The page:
A Personal Reflection by James Shannon
The accolades rolled in last week when Houston Texans defensive coordinator Wade Phillips tweeted the news that his dad, legendary football coach Bum Phillips had died at the age of 90.
David Barron wrote in the Houston Chronicle that he "spent half his adult life as a football coach and every waking moment as the personification of all things Texan." Younger readers who missed the prime of his coaching career – he retired nearly 30 years ago – might not understand why Phillips was voted one of the "all-time top ten Texans" in a Houston Post poll in 1991 - behind Sam Houston, Stephen F. Austin, George Bush, Nolan Ryan, and Red Adair, but ahead of Lyndon Johnson, Barbara Jordan, Willie Nelson, and Earl Campbell.
Even in a state where great football coaches are revered, he was something special - rivaled only by University of Texas legend Darrell K. Royal for the public’s loyalty and affection. I suppose you could make a case for another man in a hat, but Tom Landry of the Dallas Cowboys was more admired than beloved, a remote figure compared to the folksier DKR or Bum.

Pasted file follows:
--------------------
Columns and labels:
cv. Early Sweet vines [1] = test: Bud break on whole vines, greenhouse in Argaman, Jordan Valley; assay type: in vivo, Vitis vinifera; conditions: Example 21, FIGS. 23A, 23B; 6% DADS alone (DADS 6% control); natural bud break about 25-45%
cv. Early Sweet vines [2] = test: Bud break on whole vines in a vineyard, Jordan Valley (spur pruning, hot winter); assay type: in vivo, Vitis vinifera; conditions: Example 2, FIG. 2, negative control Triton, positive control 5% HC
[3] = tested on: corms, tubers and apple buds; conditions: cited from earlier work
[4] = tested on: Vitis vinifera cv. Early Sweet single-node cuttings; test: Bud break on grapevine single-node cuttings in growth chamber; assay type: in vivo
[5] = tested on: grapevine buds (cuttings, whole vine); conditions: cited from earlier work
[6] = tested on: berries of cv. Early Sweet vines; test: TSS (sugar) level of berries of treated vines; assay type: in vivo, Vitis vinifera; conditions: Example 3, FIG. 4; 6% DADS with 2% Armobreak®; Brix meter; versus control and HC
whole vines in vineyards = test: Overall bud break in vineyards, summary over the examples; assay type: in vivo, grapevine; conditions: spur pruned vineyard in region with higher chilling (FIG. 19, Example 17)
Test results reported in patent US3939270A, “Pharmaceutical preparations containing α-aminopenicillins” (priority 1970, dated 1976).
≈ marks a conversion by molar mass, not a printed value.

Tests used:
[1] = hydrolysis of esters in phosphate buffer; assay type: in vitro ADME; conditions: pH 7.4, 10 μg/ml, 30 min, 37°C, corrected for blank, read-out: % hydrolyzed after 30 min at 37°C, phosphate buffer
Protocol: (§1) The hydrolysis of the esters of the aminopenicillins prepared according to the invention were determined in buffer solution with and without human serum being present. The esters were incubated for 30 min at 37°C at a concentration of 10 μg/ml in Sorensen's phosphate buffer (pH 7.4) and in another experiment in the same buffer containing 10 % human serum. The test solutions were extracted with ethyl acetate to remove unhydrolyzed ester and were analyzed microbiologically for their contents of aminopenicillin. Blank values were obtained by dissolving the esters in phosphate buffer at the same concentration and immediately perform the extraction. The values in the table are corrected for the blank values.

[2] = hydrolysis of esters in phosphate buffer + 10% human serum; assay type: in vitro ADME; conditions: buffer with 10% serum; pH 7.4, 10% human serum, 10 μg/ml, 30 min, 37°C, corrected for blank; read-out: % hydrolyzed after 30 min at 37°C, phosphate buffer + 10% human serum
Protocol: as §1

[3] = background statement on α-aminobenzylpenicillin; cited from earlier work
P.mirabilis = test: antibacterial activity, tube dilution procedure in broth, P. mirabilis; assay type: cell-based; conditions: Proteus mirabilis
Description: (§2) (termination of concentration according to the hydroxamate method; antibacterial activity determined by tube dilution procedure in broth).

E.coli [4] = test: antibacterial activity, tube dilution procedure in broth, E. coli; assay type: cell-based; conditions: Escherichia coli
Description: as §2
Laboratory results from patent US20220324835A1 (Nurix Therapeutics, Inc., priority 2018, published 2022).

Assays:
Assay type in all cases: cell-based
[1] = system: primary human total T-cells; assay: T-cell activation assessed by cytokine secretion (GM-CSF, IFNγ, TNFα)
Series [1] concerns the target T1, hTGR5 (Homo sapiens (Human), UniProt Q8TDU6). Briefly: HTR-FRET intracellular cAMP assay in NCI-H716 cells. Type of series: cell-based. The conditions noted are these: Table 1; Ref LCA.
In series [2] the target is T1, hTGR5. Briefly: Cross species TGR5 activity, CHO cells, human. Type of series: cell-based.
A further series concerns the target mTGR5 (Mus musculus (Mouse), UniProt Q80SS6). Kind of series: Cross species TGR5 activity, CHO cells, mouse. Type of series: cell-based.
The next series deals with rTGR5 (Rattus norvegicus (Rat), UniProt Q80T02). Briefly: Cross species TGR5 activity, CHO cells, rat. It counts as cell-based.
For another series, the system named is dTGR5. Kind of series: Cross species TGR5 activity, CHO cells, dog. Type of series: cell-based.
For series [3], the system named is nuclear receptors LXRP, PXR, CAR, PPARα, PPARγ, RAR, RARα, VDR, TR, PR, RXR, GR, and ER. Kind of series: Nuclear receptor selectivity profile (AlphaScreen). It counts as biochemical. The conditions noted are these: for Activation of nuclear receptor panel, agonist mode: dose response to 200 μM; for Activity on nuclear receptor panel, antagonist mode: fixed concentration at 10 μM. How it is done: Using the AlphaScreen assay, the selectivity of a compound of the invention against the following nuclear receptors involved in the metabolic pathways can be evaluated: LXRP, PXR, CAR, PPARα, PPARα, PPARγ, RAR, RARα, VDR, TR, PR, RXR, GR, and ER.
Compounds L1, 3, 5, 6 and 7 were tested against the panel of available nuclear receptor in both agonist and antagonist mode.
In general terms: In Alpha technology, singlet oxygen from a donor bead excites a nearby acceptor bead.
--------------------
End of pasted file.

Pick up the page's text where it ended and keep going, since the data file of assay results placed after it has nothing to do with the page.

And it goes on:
I was raised in Houston and Bum Phillips was part of my life for nearly 40 years. My father was a season ticket holder for the Houston Oilers for a long decade of suffering before Phillips arrived in Houston as defensive coordinator for new Oilers head coach Sid Gillman. That was in 1973 and we couldn’t have known it at the time but our team – and our lives – would be slowly transformed by these events. We lost my dad six months before Bum passed, but this confluence of football, my father and Bum Phillips has been one of the great joys of my life.
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His Southeast Texas pedigree was second to none. Oail Andrew Phillips, Jr. was born on Sept. 29, 1923, in Orange, the son of a truck driver.
“My name’s pronounced ‘Awl,’ but no one could pronounce it right,” he once told an interviewer. “Even in school, I answered to the name Bum. Oail was my daddy’s first name, too. But he went by the nickname Flip.” He got his nickname when a younger sister, Edrina, tried to say “brother,” only to have it come out as “bumble” and later “bum.”